The Lesson of a New Year's Resolution

                              SOPHIA - 11


Synopsis:  What's in a resolution?   G-Ma is reminded by the children to "never forget to remember" she's a Grandparent of Vigilance.   The children learn about how to make a resolution, and where they came from.   And G-Ma is reminded one more time how easy it is to become complacent.

G-Ma Lori
January 3, 2002

      “G-Ma, what’s a res-lution?  I heard mommy and daddy talking about G-Pa’s res-lution for this next year; that maybe he would finally quit smoking?”

        Matt, at age five, was worried about his grandpa. He knew smoking wasn’t a good habit and he and the family wanted G-Pa to stop.

      “Hmmm...that would be a super res-o-lu-tion for G-Pa, my ‘little man’.” I hurried to answer his question as he oftentimes blasted them out like New Year’s Eve confetti raining down at Times Square.

       “A res-o-lu-tion is an act of determining action or a course of action.  So, if G-Pa made a resolution about smoking, hopefully it would be that he would stop smoking or at least try to stop smoking.  Many people make resolutions to help themselves inwardly or outwardly at the start of the new year.  They are called New Year’s Resolutions.”

        I was happy to find out that my husband was considering quitting smoking.  I need not go into detail with my grandchildren about the ‘evils’ of smoking.  Matt, as well as his three-year old sister, Sarah, knew smoking was definitely not a good habit and was bad for G-Pa. Matt had even put a ‘no smoking, please’ magnet in the back pack he gave to his grandpa for Christmas.

       Matt’s curiosity was peaked. He squiggled up his face, alerting me more questions were about to erupt.  “G-Ma, G-Ma do you and mommy and daddy make res-o-lutions, and Auntie E????  What do you say you’ll do next year?”  He grabbed my hand and led me over to the couch where he and his three-year-old sister and I cozied together.   I knew I was ‘on the hot seat’ once again.  

      “Well, Matt, let’s see now…..”  I paused so I could gather my thoughts and, of course, my resolutions for the new year of 2002.

        “I ‘m going to write down on my list that I am going to do sit ups and use my arm weights daily to get into better shape.” 

I was pleased I came up with something I might actually do.  I gave his shoulders a little hug and smiled down into his blue eyes, filled with lingering question marks.

         “That doesn’t seem as hard as what G-Pa has to do?”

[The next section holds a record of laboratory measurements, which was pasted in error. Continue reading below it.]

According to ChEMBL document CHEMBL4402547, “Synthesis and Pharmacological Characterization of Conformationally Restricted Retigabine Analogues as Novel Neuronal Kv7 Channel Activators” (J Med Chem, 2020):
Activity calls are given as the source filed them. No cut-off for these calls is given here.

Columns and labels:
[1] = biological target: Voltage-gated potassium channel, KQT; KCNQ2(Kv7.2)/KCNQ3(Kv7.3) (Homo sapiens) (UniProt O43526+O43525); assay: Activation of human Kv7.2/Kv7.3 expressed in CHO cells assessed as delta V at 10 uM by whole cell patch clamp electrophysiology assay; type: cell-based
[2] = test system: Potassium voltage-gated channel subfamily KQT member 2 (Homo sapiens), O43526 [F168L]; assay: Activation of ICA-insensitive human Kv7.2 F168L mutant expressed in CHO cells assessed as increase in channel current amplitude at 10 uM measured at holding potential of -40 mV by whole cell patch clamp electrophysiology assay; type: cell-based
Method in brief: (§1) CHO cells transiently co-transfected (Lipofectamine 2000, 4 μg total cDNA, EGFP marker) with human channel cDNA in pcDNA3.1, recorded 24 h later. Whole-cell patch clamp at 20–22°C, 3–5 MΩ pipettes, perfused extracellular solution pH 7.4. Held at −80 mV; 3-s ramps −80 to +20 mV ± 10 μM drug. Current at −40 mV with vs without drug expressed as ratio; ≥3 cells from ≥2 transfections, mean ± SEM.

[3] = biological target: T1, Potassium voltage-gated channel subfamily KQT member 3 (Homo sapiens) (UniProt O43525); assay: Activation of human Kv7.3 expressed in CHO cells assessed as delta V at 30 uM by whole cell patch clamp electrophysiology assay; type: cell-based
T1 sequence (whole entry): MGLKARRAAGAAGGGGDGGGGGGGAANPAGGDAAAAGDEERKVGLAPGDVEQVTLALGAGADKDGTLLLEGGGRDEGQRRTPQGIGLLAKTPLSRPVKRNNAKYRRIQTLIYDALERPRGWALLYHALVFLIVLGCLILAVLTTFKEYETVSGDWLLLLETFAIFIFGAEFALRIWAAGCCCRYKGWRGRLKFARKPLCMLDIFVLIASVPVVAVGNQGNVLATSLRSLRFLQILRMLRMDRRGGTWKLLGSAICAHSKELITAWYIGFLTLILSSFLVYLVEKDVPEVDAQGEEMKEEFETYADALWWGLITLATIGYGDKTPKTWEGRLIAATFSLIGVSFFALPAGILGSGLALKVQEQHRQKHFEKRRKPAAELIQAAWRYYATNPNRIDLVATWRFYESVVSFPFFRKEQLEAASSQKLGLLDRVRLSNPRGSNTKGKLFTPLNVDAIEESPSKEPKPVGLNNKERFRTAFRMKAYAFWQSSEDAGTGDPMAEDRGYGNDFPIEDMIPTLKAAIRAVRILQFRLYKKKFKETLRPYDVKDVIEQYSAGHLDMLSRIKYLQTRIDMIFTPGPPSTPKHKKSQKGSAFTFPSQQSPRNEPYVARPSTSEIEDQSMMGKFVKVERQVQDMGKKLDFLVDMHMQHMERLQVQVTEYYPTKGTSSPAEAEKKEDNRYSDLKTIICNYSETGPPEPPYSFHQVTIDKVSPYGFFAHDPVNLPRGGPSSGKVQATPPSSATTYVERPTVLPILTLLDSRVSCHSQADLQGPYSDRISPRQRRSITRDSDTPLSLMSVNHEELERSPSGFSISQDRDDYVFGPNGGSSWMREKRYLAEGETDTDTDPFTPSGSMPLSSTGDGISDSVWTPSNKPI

Matt’s parents promoted fairness to both my little ones.  His comment about my resolution versus G-Pa’s was a challenge to my integrity.  I was practical.  I wouldn’t want to spout out some idealistic and impossible challenge I wouldn’t live up to. I decided a distraction was in order…and quickly.

Christmas traditions and now it’s a good time to tell you what I did when I was a little girl to get ready for the new year. “  I put an arm around each of my two beautiful gifts on either side of me.

      “G-Ma, what did you do.  Did your kitty help you?” asked sweet Sarah.  Her round eyes were the color of two huge chocolate kisses.

      “No, Sarah, my kitty was not involved in this tradition.  But, my mommy, daddy and two brothers were.  We all sat around our dining room table and my mother, GaGa, gave us all a piece of paper and a pencil.”

      Matt, as quick as a cat, leaped ahead of my story.

      “G-Ma, you all are going to write down your resolutions,” he proudly proclaimed. “What did you write down, G-Ma?”  He frowned as he met my admiring gaze, worrying I might tell him something he might not want to do.

      “I listed ways I could help my mother around the house…like  picking up my toys, hanging up my clothes, straightening the book shelf and…..”

      “Feeding your cat” Sarah screeched triumphantly.  “I help feed my kitty, G-Ma, I do that for mommy.”  She squeezed my arm for approval.

      I smiled. “I think you get the message Matt and Sarah.  It would be a fun and important project for both of you to make your own lists of New Year’s Resolutions.”
      I wondered why I hadn’t thought of this lesson plan for them sooner, and then realized the irony of the situation.  My discussion with them prompted me to make my list.  I had forgotten my family’s tradition and had become lazy.  Matt and Sarah. re-energized me to get ready for the new year.